Apple launches new offensive in war on Adobe
Adobe and Apple used to be partners, with the maker of Photoshop being one of the biggest third-party Mac developers. Then Apple started releasing digital products that competed with its partner, and CEO Steve Jobs came out against Adobe Flash.
Now the companies have quite the overlap in their customer bases and there's still a lot there, but Apple is doing its best to stop that.
Users firing up Lion on their Macs yesterday may have wondered what was wrong with Flash. In fact, they may be seeing problems with pretty much all their Adobe products.
Adobe explains the bad news in a knowledge base article: Known Issues with Adobe products on Mac OS 10.7 Lion. The list of affected products:
- Acrobat Pro Extended
- Adobe Drive 2.0
- Contribute CS 4.0
- Contribute CS 5.0
- Dreamweaver CS 4.0
- Fireworks CS 4.0
- Flash Builder 4.0
- Flash Builder 4.5
- Flash Catalyst CS 5.0
- Flash Catalyst CS 5.5
- Illustrator CS 5.0
- Lightroom 2.0
- Photoshop CS 3.0
- Photoshop CS 4.0
- Photoshop CS 5.0
- Adobe Premiere Pro CS 5.0
Wow, that's a long list. Let's go to the highlight reel:
- Flash Player may cause higher CPU activity when playing a YouTube video. Possibly related to disabled hardware acceleration.
- The Flash Player settings dialog does not respond to mouse clicks. If you find yourself in this state, you can use the "tab" key to change the focus to the "Close" button and use the spacebar to close the dialog. While not all settings are available, you can also use the Flash Player native control panel located in System Preferences.
- Custom native mouse cursors are not animating properly on Mac 10.7.
So Apple has shut off hardware acceleration for Flash making it, if not unusable, at least unpleasant. Adobe's only response at this point is to give you a clumsy way to quit.
Adobe has issued a correction on Flash hardware acceleration:
UPDATE: The final release of Mac OS X Lion (10.7) provides the same support for Flash hardware video acceleration as Mac OS X Snow Leopard (10.6). The previous "Known Issue" suggesting that video hardware acceleration was disabled in Lion was incorrect and based on tests with a pre-release version of Mac OS X Lion that related to only one particular Mac GPU configuration. We continue to work closely with Apple to provide Flash Player users with a high quality experience on Mac computers.
The problems with Lion and Acrobat merit their own KB article. The most obvious one to readers will be that the Reader and Acrobat plugins don't work in Safari 5.1, the version that comes with Lion and to which people probably will want to upgrade because of improvements in it.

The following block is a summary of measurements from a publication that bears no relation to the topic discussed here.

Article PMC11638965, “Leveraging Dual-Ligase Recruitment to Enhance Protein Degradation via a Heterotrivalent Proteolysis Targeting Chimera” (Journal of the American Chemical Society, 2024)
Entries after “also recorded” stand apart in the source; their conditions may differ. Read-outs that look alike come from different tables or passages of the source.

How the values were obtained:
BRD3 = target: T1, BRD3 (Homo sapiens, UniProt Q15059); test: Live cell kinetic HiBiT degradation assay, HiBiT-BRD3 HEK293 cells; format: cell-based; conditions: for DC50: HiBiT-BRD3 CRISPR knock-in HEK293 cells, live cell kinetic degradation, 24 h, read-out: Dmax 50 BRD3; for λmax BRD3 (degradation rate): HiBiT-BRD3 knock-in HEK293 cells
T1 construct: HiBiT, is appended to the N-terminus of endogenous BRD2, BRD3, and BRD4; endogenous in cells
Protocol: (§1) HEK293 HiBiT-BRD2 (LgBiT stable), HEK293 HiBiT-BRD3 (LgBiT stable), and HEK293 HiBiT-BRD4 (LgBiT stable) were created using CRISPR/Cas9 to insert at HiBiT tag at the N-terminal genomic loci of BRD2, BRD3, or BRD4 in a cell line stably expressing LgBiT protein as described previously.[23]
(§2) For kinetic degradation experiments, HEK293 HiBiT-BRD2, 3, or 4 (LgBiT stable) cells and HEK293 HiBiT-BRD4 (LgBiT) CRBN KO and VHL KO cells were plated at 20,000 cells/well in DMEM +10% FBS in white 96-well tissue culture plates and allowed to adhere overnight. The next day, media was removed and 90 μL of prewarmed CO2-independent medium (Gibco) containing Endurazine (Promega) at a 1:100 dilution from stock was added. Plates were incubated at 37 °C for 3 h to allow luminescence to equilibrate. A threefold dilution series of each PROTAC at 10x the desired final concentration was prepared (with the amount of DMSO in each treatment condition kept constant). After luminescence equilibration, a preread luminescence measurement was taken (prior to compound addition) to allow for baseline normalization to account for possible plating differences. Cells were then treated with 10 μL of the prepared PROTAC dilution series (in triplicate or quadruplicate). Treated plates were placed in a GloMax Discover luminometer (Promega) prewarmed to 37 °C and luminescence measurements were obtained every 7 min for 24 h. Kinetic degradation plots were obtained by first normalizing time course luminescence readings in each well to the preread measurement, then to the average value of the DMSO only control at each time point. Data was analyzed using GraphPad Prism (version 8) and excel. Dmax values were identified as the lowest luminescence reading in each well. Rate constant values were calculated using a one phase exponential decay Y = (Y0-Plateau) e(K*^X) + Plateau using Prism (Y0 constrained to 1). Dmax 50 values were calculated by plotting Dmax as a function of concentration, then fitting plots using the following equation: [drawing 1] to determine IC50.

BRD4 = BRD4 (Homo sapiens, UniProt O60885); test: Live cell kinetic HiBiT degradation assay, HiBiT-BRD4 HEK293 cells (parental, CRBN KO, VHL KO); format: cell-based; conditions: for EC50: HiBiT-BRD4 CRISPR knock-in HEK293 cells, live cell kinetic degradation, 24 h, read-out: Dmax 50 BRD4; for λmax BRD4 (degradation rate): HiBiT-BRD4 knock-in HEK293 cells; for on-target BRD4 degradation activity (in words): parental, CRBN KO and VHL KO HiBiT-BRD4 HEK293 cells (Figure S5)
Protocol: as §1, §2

You can still use Acrobat/Reader standalone by downloading PDFs to the file system and opening them manually. Isn't that convenient? It looks like Apple wants you to use its PDF renderer. But, for... "Adobe Reader, Acrobat and LiveCycle applications that utilize functionality like forms, digital signatures, portfolios, guides, 3D, extended PDFs and rights management, viewing a PDF inside the browser with the Adobe Reader or Acrobat plug-in may be required, and thus this workaround will not be successful."
Apple has been clear for a while that it is putting "legacy technologies" behind them, both in iOS and OS X, and Flash isn't the only one. Lion doesn't come with a Java VM installed by default, although you can download from Apple and install it yourself. This is another problem for Adobe as many of their products, including their installers, require Java.
Numerous other disturbing problems remain: the crash reporter in Illustrator CS5, Illustrator CS5.1 and InDesign CS5.5 either doesn't work or has 10-15 minute delays before it does; Scrolling may work in the opposite direction of what was desired; PhotoShop Droplets (basically scripts) created in earlier OS X versions won't work in Lion -- you'll have to update PhotoShop and then recreate the Droplets.
There's no clear statement from Adobe that it will be able to fix most of these problems, but the developer will "investigate" which of the Lion-specific features will see support in their Mac programs, such as Restore, Autosave, Versioning, Full Screen Mode and new multitouch gestures.
There have been previews and betas of Lion for some time and of course Adobe has been working on them, and yet serious problems remain. I have to assume there's no clear solution for them. Does Apple just not care, or is it all on purpose?
Hat tip to 9To5Mac.
Larry Seltzer is a freelance writer and consultant, dealing mostly with security matters. He has written recently for Infoworld, eWEEK, Dr. Dobb's Journal, and is a Contributing Editor at PC Magazine and author of their Security Watch blog. He has also written for Symantec Authentication (formerly VeriSign) and Lumension's Intelligent Whitelisting site.